Talk of the town: How to best destroy a river
Let me explain in simple terms why the City of Prescott’s proposed new water policy is a sham. Despite what our mayor said in his latest guest column in this newspaper, the truth is the city has paper water available only for new growth.
Paper water, being water that is not replenished nor sustainable, is referred to as an overdraft. This is because the City of Prescott is already significantly depleting or overdrafting the source of its water, i.e., the Little Chino Aquifer by pumping the multiple wells it owns in the Chino Valley area. And the city’s recharge efforts may only be around 60% effective (primarily due to the evaporation loss of residential and commercial landscape irrigation) and any recharge may not reach the point of withdrawal in the Chino Valley area for another century!
Now the city wants to use the water you conserve for additional new growth. Yes, that bears repeating — the city wants to use the water you dutifully conserve for even more growth. This additional new growth would be on top of the already approved growth numbering around 12,000 new homes and if the Arizona Eco Development proposals are approved, expect the total of newly approved homes to be around 15,000. But the city’s proposed new water policy would push the cumulative total number of homes significantly higher, skyrocketing our population to as much as 85,000 without having a sustainable water supply!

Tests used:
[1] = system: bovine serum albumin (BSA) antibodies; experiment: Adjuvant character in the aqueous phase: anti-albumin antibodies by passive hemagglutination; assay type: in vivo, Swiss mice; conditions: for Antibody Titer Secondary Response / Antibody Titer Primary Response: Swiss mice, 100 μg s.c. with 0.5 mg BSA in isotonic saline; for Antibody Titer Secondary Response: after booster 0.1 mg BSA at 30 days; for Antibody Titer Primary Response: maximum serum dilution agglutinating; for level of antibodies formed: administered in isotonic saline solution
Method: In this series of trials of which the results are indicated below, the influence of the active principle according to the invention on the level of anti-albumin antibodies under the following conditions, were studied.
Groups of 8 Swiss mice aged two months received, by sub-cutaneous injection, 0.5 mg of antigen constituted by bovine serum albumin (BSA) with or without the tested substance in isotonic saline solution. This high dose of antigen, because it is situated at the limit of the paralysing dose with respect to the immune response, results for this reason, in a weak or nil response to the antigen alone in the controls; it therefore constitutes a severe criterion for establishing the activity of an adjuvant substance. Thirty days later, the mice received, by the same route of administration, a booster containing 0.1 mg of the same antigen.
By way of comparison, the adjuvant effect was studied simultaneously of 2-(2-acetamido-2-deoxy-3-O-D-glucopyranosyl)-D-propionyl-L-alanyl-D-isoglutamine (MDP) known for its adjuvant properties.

Not only would the city’s newly proposed water policy significantly exacerbate traffic problems pursuant to the enhanced new additional growth, it would accelerate the overdraft of the Little Chino Aquifer. Maybe proponents of this new water policy don’t care if a consequential financial impact is imposed on someone else as long as they are not our immediate neighbors, but accelerating the overdraft of the Little Chino Aquifer will result in more and more residents in that area losing their wells. And the cost of installing a new deeper well could be around $30,000, a financial hardship many in the area simply can’t afford.
But perhaps the saddest is then yet to come. Because after the city essentially destroys the Little Chino Aquifer through approving this additional growth, they will have effectively backed us into a corner of then approving the Big Chino Water Project. Not only will this last-ditch effort to solve reckless new growth prove to be extremely costly to residents, it will likely eventually destroy the upper stretches of the Verde River, being the last perennial river left in Arizona and habitat to many important and diverse wildlife species.
Yes, actions have consequences. If approved, the ripple effect of the city’s misguided proposal to appease developers will have dire effects. You would think our city officials would be mindful regarding our Arizona history on rivers and depleted groundwaters, not make the same mistakes and reject the handbook on how best to destroy a river.
Joe Zarnoch is a concerned Prescott resident who appreciates the importance and uniqueness of the Verde River.